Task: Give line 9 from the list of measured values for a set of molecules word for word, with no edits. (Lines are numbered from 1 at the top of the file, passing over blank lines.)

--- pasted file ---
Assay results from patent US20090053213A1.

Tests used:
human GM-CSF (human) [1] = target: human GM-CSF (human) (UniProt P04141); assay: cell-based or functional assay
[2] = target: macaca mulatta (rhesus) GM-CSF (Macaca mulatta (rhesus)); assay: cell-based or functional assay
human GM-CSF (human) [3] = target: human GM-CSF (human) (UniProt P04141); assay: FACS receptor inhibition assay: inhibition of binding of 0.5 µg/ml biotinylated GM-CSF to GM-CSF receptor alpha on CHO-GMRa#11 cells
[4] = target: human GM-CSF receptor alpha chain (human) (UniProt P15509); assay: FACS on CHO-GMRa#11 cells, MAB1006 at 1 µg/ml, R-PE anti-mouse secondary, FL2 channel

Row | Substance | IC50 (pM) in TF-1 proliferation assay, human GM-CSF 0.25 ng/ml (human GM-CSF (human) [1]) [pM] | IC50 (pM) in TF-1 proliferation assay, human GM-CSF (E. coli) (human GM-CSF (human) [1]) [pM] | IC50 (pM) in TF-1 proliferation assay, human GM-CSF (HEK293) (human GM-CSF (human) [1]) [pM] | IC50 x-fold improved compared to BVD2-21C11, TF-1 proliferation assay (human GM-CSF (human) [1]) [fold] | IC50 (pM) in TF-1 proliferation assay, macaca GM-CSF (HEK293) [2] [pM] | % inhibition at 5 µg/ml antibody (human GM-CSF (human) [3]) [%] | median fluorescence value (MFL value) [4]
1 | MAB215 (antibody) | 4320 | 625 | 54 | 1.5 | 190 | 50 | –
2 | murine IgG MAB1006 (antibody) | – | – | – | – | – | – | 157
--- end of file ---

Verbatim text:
2 | murine IgG MAB1006 (antibody) | – | – | – | – | – | – | 157